• shinershiner Member Posts: 19
    To the beginner (me) it seems like the heel-toe is too much effort for everyday driving, especially in traffic.
  • myoung1myoung1 Member Posts: 3
    Well, I am CERTAINLY no expert. (I tried to heel and toe and almost wound up in the ditch...I did manage to stall the car!) But I DO know that break pads are a lot cheaper than clutch plates.

    I agree with those who cite the desirability of being in an appropriate gear but I don't agree that this requires downshifting through each gear. My personal preference is to plan ahead, leave the car in 5th (or whatever depending on speed) and select an appropriate gear a second or two before the transission from breaking to power (Which should be at or before the apex if you want an optimum exit speed.)

    Just my opinion, but I'm always right and I never lie.
  • volfyvolfy Member Posts: 274
    I agree that for performance street driving, downshifting really only is necessary to get into the proper gear entering into a corner. To do this in concert with late and trail braking, you have to toe-and-heel.

    People with different cars and different foot sizes do it slightly differently. I tend to slide my right foot over closer to the accelerator, keeping the "ball" of my foot on the brake pedal. I apply a steady pressure on the brake pedal for braking and swing my kneel to the right to blip the throttle with the edge of my shoe. I find it a lot easier to modulate braking this way, rather than the traditional toe-and-heel movement.
  • copelandukcopelanduk Member Posts: 14
    This is interesting.

    When I learned to drive, I was never told to downshift 4-3-2(only to 1 when stopped) in the 60mph stop light example from above.

    However after driving my 318i for a couple of months I experimented with it. I drive very aggressively (only towards the road not other drivers) and wanted to experiment. I am convinced this is how to drive.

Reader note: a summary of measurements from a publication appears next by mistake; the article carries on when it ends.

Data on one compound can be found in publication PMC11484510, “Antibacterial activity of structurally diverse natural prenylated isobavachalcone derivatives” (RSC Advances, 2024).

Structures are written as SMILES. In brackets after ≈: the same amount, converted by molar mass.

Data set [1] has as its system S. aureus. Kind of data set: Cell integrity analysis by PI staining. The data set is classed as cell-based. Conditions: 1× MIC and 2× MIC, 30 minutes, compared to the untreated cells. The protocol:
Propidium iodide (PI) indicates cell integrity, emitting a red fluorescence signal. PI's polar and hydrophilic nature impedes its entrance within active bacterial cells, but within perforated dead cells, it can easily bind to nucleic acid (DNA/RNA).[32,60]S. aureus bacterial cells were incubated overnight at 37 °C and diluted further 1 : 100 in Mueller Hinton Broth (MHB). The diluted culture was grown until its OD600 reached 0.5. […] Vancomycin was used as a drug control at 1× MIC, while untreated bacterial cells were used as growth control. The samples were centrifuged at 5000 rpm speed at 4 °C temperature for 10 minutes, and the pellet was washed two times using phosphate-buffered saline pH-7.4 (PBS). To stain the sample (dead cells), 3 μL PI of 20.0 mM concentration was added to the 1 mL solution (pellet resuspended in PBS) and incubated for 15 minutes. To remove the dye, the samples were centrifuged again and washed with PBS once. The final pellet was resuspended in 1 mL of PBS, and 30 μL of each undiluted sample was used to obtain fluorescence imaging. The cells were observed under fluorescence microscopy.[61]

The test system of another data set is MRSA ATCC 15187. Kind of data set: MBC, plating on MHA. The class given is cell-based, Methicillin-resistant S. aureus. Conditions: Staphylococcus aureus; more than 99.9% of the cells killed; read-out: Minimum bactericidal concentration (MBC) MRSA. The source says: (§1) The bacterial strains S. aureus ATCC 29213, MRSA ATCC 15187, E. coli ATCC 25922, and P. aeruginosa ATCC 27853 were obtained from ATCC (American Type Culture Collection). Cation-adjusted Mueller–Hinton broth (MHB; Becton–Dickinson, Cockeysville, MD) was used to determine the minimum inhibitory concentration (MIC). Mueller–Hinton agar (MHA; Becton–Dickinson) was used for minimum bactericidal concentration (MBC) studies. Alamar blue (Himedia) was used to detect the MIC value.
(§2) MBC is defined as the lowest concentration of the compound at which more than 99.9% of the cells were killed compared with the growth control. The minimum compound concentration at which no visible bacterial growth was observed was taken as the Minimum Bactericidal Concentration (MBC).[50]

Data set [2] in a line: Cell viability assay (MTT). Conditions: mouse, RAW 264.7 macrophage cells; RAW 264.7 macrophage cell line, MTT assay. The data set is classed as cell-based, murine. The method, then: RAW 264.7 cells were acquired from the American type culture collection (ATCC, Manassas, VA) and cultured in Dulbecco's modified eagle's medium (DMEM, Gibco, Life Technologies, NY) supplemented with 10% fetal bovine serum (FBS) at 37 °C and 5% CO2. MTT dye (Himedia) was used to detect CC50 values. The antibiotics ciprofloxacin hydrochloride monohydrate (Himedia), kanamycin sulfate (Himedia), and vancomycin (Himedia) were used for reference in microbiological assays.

When I drive my automatic 735i with the steptronic to sport mode, and after the car is used to my driving style, I notice something. The instant I take my foot of the gas the car downshifts as it can tell something is up, either a stop or corner. Now why would the car do this? I think it's because it know's I will not be accelerating anytime soon, and is slowing the car before I apply the brakes. This is always right for me, thank god for BMW's.

    Anyway when in a stick, thank god for sticks too, I shift down to slow down with my brakes. Now am I wrong here but how can it hurt the trans if you match revs to downshift? It's the exact reverse of an upshift under power. I think it's fine and my car runs like a beauty and I am sometimes right.
  • jazzcatjazzcat Member Posts: 6
    If you're manually rev matching on your downshift, then there should be no transmission wear. However, for those of us who usually rely on the transmission synchros to rev match, we need to be careful.
  • guitarzanguitarzan OhioMember Posts: 851
    Copelanduk, I asked the same q many posts ago. One of the hosts let me know that if the car is heavily braking due to the downshift, there is enormous stress put on various parts of the transmission. Perhaps the BMW has bullet-proofed these parts, as they are known for being good quality cars, that I don't know.
  • hy3hy3 Member Posts: 1
    how long can a bwm 325i usually last in terms of miles?
  • ggosselinggosselin Member Posts: 22
    In certain vehicles; particulatiarly those with timing belts(YUCK!)downshifting will not hurt the trans, rather the engine. Suddenly increasing engine RPM and load by downshifting aggressively will eventually cause the timing belt to get its teeth knocked out by either the crank or cam sprockets, causing major engine damage i.e. pistons hitting valves. In most newer vehicles, this will be the case. Solution: buy vehicle without timing belt, or better yet- get an AUTOMATIC!!
  • zhuxiaoqingzhuxiaoqing Member Posts: 3

    Why do you mention automatic? Does is has anything to do with timing belt? I mean, whether timing belt will last longer on automatic cars or what?
  • spokanespokane Member Posts: 514
    The sudden engine speed changes associated with very aggressive downshifting (or upshifting) would indeed increase the likelihood of timing belt failure if the belt were old, worn excessively, or loose. An automatic transmission is less likely to subject the engine to such abrupt changes in speed. As ggosselin indicates, in some engine designs, a failed timing belt can cause catastrophic damage to the engine. However, if the timing belt is replaced at reasonable intervals (60K miles for most vehicles) and the tension is checked/adjusted at 20K intervals, the likelihood of failure is minimal. An extremely aggressive driver should replace the belt more often; such a driver should not notice the cost of an occasional timing belt because he will already be paying for frequent clutch replacements and other repairs. For normal driving habits, many of us are not worried about having an engine equipped with a timing belt.